Do not overplant your landscape. This is a common mistake made by both homeowners and landscape professionals. It is often done so the landscape achieves a filled-in look right from the start. Unfortunately, plants quickly outgrow their designated spots and have to compete with one another for water and nutrients to survive. Overplanted trees and shrubs may begin to intrude into pedestrian areas or cause damage to property. If you do go for the mature look early, be prepared to remove some plants after a few years to make space for the remaining plants, so they continue to thrive and look attractive as they mature. Place plants in the landscape with wildfire defensible space in mind.

Most of the plants on this list (see link below) are not highly combustible, but any plant can burn if it is not kept well irrigated, properly maintained and free of dead material. The most combustible plants are dry ornamental grasses and evergreen woody plants, such as juniper. Keep these plants at least 30 feet from your home. Shrubs and trees that lose their leaves in the fall can be placed 10 feet to 30 feet from the home if spaced appropriately. Avoid planting anything but flowers, succulents or turfgrass within the first 5 feet of your home.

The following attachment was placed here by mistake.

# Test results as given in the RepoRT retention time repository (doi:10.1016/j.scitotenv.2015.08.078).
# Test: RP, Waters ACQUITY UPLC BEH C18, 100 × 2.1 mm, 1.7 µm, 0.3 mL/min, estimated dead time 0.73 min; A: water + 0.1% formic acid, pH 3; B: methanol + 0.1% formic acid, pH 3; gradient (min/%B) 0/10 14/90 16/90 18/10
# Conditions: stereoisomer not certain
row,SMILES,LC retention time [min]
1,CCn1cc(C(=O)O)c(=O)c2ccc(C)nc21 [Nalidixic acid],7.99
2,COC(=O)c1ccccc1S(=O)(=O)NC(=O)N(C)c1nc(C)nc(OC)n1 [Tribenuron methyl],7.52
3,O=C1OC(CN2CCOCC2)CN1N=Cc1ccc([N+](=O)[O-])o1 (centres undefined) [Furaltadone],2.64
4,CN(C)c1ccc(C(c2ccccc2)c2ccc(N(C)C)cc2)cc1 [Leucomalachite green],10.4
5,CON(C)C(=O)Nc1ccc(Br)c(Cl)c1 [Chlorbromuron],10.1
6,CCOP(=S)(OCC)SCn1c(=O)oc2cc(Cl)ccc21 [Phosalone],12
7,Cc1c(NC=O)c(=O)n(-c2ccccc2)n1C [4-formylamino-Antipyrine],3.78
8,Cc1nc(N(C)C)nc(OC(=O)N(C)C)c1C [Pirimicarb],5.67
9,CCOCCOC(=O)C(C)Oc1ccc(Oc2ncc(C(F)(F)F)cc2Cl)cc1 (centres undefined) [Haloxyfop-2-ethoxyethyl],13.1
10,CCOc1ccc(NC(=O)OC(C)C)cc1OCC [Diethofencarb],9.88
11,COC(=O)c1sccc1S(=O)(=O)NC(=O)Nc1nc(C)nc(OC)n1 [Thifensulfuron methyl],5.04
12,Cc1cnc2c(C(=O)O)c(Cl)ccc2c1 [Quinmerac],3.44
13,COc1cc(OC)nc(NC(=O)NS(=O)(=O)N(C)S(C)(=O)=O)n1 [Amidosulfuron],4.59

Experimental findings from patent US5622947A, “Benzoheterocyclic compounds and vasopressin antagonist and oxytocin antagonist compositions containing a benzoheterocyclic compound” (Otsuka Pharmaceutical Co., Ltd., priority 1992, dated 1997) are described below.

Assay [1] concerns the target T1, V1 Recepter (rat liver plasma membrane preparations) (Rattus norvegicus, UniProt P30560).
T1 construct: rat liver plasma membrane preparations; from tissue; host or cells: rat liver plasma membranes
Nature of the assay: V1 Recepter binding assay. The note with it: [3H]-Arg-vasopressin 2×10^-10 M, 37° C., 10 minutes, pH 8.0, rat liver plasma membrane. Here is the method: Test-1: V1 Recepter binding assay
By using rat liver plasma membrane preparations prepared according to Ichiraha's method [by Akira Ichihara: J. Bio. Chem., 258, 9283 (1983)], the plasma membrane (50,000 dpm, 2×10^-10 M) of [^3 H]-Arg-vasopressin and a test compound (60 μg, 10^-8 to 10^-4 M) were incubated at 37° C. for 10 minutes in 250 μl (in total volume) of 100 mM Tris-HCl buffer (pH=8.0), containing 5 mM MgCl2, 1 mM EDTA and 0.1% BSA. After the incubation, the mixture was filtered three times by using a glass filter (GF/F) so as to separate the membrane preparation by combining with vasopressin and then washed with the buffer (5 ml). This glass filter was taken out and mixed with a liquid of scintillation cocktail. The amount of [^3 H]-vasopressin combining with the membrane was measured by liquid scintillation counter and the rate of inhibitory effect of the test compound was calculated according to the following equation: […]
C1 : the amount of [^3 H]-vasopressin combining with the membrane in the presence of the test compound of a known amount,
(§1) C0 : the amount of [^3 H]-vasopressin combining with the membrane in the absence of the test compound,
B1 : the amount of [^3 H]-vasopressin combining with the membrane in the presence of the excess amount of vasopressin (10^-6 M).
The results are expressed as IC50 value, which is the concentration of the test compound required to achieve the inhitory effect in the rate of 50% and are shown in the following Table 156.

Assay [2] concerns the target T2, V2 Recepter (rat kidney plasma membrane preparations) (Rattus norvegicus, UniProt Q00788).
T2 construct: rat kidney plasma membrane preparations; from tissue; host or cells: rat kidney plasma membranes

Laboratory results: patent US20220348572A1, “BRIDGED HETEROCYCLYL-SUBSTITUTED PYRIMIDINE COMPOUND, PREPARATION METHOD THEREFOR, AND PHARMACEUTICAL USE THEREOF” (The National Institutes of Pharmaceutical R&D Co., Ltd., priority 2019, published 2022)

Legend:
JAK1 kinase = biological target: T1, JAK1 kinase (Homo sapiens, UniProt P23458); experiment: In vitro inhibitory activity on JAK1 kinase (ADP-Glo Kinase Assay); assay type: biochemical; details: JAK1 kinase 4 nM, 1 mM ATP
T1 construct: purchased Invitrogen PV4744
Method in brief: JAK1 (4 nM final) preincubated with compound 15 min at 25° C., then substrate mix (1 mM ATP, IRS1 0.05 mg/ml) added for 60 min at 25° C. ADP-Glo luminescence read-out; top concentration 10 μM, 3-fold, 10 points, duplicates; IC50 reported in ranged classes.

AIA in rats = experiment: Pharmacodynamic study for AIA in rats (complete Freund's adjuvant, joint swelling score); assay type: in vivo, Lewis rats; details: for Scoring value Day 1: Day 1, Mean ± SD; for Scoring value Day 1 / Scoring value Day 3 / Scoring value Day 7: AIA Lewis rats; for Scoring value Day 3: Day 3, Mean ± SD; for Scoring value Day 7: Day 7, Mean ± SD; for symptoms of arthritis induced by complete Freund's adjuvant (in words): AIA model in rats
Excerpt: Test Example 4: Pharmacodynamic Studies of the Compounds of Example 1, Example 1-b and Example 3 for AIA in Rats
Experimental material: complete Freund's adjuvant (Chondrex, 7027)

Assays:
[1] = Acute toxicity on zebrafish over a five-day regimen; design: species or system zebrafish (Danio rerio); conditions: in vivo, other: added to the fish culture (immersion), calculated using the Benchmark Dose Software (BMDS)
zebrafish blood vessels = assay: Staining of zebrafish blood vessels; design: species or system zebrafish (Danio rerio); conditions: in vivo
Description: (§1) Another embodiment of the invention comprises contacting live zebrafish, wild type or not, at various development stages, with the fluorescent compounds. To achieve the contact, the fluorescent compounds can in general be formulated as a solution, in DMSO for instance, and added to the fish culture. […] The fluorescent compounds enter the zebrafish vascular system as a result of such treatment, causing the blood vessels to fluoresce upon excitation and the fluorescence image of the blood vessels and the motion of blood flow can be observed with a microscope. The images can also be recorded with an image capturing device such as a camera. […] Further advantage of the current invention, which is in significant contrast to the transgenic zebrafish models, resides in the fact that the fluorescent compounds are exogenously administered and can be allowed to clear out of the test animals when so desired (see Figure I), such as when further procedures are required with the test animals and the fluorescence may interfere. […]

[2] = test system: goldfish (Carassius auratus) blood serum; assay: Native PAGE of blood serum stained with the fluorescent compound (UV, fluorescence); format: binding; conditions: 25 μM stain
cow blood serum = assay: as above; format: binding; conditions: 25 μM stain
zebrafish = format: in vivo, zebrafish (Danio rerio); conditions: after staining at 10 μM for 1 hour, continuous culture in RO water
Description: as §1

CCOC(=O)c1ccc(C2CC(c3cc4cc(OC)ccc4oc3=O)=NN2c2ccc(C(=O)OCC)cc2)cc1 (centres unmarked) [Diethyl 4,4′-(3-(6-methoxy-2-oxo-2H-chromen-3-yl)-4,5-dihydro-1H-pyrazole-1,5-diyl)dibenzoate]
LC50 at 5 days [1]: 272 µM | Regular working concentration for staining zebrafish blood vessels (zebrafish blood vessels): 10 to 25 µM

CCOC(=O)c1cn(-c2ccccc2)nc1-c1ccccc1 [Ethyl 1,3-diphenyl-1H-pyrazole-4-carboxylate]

Amend your soils

Soils in our region are mostly rocky and fast-draining, but some areas may be clayey, which interferes with water infiltration and drainage. Amending your soil prior to planting with a high quality source of organic matter, such as compost, will improve your soil. Well-rotted animal manure is also good, as long as the animals that produced it were fed weed-free forage. Amend soils to a depth of 4 inches to 6 inches prior to planting flowers. Alternately, you can apply compost or manure during the season prior to planting, so it will work itself naturally into your soil. Do not add organic matter to a tree or shrub planting hole unless the soil is very poor. If so, mix one part organic matter to two parts native soil into a wide planting hole, so the roots will grow into the native soil.

Water your plants for drought resistance